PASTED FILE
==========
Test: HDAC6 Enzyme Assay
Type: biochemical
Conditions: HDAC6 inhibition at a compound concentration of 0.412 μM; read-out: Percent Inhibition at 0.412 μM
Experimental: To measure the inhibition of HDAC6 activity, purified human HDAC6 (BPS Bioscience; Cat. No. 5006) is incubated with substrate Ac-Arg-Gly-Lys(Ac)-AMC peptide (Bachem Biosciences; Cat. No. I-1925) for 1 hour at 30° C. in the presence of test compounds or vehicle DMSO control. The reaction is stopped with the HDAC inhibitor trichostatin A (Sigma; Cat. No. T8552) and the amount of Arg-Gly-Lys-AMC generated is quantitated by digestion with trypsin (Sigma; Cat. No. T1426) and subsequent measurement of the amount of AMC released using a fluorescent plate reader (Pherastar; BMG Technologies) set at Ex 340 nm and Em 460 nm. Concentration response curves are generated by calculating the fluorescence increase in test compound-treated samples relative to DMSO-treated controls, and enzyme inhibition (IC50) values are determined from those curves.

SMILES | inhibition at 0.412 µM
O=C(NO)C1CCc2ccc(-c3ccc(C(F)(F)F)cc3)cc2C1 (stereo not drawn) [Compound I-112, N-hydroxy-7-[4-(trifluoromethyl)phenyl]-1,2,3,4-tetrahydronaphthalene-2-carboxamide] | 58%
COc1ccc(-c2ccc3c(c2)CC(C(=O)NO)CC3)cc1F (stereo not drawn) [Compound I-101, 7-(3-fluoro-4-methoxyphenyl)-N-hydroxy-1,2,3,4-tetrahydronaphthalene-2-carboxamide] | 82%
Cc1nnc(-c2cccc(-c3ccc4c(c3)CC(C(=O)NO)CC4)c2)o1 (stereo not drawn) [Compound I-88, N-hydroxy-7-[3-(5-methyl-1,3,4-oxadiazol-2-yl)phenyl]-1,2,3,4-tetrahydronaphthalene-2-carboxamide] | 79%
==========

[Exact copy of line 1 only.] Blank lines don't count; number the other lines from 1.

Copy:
Test: HDAC6 Enzyme Assay